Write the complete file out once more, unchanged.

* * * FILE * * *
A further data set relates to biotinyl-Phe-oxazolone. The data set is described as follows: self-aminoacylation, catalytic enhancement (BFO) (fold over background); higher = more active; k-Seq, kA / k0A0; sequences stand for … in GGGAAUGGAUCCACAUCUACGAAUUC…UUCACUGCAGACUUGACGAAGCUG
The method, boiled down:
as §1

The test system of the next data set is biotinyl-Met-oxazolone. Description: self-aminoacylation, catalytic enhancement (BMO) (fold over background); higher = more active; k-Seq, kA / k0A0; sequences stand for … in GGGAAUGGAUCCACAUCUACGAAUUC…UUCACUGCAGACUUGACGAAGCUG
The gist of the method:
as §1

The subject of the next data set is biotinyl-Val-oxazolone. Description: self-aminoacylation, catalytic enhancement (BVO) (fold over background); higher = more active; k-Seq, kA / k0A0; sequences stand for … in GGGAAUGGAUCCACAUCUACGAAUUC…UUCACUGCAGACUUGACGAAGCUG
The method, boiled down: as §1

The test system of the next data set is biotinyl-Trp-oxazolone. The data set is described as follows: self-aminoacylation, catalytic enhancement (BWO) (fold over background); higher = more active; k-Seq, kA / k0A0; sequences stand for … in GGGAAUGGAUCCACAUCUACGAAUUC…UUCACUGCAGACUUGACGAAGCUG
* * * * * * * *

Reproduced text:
A further data set relates to biotinyl-Phe-oxazolone. The data set is described as follows: self-aminoacylation, catalytic enhancement (BFO) (fold over background); higher = more active; k-Seq, kA / k0A0; sequences stand for … in GGGAAUGGAUCCACAUCUACGAAUUC…UUCACUGCAGACUUGACGAAGCUG
The method, boiled down:
as §1

The test system of the next data set is biotinyl-Met-oxazolone. Description: self-aminoacylation, catalytic enhancement (BMO) (fold over background); higher = more active; k-Seq, kA / k0A0; sequences stand for … in GGGAAUGGAUCCACAUCUACGAAUUC…UUCACUGCAGACUUGACGAAGCUG
The gist of the method:
as §1

The subject of the next data set is biotinyl-Val-oxazolone. Description: self-aminoacylation, catalytic enhancement (BVO) (fold over background); higher = more active; k-Seq, kA / k0A0; sequences stand for … in GGGAAUGGAUCCACAUCUACGAAUUC…UUCACUGCAGACUUGACGAAGCUG
The method, boiled down: as §1

The test system of the next data set is biotinyl-Trp-oxazolone. The data set is described as follows: self-aminoacylation, catalytic enhancement (BWO) (fold over background); higher = more active; k-Seq, kA / k0A0; sequences stand for … in GGGAAUGGAUCCACAUCUACGAAUUC…UUCACUGCAGACUUGACGAAGCUG